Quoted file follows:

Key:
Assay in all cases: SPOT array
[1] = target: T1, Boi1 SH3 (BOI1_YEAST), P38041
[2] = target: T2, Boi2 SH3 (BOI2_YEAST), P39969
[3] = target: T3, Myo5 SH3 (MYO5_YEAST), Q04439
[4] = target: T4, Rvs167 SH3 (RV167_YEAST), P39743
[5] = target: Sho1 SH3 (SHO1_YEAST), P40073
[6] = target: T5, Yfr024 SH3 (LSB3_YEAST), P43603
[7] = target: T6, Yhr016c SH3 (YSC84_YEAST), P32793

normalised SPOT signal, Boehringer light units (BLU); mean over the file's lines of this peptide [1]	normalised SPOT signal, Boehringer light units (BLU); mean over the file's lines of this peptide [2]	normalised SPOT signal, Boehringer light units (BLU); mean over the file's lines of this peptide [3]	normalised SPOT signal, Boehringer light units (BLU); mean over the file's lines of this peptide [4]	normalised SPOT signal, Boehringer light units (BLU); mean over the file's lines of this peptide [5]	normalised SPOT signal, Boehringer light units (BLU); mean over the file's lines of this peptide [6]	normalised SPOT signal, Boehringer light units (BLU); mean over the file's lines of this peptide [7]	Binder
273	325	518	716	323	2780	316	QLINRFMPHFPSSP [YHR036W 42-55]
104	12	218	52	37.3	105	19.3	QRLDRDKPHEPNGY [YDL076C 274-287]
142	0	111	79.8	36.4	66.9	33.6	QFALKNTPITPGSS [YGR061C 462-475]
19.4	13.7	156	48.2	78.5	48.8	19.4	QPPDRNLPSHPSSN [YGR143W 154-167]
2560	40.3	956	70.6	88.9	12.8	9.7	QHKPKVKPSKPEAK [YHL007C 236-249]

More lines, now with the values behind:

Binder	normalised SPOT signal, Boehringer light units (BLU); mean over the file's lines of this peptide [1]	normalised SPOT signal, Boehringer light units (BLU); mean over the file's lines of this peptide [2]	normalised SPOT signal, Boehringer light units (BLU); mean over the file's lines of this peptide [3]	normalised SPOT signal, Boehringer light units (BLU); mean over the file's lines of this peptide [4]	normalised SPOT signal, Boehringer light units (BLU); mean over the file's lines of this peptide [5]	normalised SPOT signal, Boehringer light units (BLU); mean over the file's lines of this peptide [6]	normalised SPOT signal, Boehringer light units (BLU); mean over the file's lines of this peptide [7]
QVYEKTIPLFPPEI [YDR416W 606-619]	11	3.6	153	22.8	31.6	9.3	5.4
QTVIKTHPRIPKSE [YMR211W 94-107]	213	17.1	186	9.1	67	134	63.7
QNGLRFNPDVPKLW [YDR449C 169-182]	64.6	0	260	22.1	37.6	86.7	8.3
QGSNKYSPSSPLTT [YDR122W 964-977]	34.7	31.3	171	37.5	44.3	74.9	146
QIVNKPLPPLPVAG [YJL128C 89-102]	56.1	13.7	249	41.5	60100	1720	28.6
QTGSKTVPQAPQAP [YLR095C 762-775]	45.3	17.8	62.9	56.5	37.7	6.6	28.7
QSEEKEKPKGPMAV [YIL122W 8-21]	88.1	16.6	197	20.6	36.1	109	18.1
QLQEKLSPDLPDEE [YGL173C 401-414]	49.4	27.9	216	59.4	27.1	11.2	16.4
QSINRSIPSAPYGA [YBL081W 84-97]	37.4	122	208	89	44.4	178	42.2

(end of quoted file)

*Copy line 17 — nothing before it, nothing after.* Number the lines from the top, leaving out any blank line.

Binder	normalised SPOT signal, Boehringer light units (BLU); mean over the file's lines of this peptide [1]	normalised SPOT signal, Boehringer light units (BLU); mean over the file's lines of this peptide [2]	normalised SPOT signal, Boehringer light units (BLU); mean over the file's lines of this peptide [3]	normalised SPOT signal, Boehringer light units (BLU); mean over the file's lines of this peptide [4]	normalised SPOT signal, Boehringer light units (BLU); mean over the file's lines of this peptide [5]	normalised SPOT signal, Boehringer light units (BLU); mean over the file's lines of this peptide [6]	normalised SPOT signal, Boehringer light units (BLU); mean over the file's lines of this peptide [7]